An unpaid practical component of a program that allows students to gain on-the-job experience. In many TRU programs, these are a required part of the program, and also may be called "practicum" placements.
A course or other requirement which must be met before taking certain courses or enrolling in some programs.
Prior Learning Assessment & Recognition is a process involving the assessment and assignment of credit for learning that a student may have acquired as previous education or work experience. Students requesting PLAR usually submit a portfolio summarizing learning gained from non-formal learning experiences and may also need to write an exam or essay or complete a set of assignments to gain the required credit.
Professor (or Lecturer)
A professor (or lecturer) is an academic position at universities and other post-secondary education and research institutions. Professors teach undergraduate, professional and postgraduate courses in their fields of expertise and conduct original research. Instructors teach undergraduate, professional and postgraduate courses in their fields of expertise.
A group of courses that combine to provide skills and learning leading to a certificate, diploma or degree.
A Provost is a senior administrative officer in Canadian colleges and universities. The Provost's Office supports access to academic learning and teaching environments; ensures that students, faculty and staff have the best possible opportunities for intellectual growth; and allocates resources in support of TRU’s academic and research priorities.
The selection of individual courses after completion of all required admission procedures. Full payment of fees is usually required to finalize your registration. TRU students register online with myTRU.
Monetary award to students who demonstrate excellence in their program of study. Visit Financial Aid & Awards.
A group of university departments concerned with one area of knowledge.
A period in the school year in which courses are completed.
A scheduled discussion period in which students debate and discuss classroom theory and lab results.
A sessional lecturer or sessional instructor is an academic position in Canadian universities and colleges. Sessional lecturers are contract faculty members who hold full or part-time teaching positions. They may perform administrative duties but do not have research responsibilities nor are they required to commit to any committee work.
Student Case Manager
A Student Case Manager acts on behalf of Student Affairs. The manager works with students to understand TRU policies and procedures, including academic integrity and academic appeals, and guides students to appropriate on-campus and community services to best support their academic, personal and social needs.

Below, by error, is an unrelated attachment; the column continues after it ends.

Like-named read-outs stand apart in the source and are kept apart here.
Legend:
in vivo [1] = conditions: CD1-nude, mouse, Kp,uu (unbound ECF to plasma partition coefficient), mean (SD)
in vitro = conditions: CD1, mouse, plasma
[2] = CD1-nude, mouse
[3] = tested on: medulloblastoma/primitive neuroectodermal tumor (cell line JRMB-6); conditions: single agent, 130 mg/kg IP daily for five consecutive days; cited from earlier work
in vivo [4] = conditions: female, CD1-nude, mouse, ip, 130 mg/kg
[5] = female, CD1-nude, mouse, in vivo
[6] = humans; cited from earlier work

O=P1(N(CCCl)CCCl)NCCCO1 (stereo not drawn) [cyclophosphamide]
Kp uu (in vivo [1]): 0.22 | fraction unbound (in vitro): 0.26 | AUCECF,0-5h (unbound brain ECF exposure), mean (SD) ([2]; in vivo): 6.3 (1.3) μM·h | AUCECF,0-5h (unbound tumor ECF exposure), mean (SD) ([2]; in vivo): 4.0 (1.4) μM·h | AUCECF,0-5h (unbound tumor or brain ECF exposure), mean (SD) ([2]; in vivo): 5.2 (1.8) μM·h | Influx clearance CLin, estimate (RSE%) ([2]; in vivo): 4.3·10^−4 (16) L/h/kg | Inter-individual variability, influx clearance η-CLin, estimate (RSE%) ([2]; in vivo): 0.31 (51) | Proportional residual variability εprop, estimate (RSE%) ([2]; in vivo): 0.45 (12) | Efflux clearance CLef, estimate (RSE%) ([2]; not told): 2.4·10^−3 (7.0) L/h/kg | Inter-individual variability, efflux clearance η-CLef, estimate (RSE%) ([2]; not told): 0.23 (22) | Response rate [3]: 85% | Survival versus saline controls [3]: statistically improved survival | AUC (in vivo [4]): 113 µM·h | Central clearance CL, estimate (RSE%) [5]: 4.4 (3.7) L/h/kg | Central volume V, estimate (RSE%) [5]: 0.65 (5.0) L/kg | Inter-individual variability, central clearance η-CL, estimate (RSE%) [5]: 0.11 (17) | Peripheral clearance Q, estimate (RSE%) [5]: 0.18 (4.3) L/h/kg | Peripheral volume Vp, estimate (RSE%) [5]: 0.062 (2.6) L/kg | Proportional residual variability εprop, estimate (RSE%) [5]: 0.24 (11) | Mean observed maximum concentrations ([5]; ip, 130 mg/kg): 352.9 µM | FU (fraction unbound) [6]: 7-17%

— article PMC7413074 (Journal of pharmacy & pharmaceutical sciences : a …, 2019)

An international exchange program that allows students to live and study in a different country and obtain credit toward their degree. Visit the Study Abroad website.
A permanent record of the number of courses a student has completed, together with the marks for those courses. Read more about Transcripts.
Refers to TRU’s unique tri-cameral governance model, its structure and the roles of the three governing bodies: the Senate, the Board of Governors, and the Planning Council. TRU’s General Counsel and Corporate Secretary, John Sparks notes, “All three governing bodies share in divided governance with equal responsibility.” This model achieves greater transparency and open consultation, which increases the effectiveness of TRU’s collegial governance structures and accessibility of senior administrators.
Thompson Rivers University Student Union, an elected body of student representatives who deal with student services, events and advocacy issues. TRUSU is located in the Campus Activity Centre. Visit the TRUSU website.
Fees charged for courses, usually charged on a "per credit" basis. Vocational tuition is based on a per-month charge. Learn more about tuition and fees at TRU.
An undergraduate program is usually the first level of university education one completes after high school. An undergraduate student refers to someone who is currently enrolled in an undergraduate program. Bachelor’s degrees, associate degrees, certificates, and diplomas are all undergraduate programs.
An applied program of study, usually less than two years, that leads to a certificate in a specific career path. Fees for most vocational programs are calculated on a per month basis, not per credit.
Registration and withdrawal deadlines are the latest possible dates to withdraw from a class without it affecting your grade-point average (GPA). A “W” will show on your transcript, but that course will not be used in the calculation of your GPA.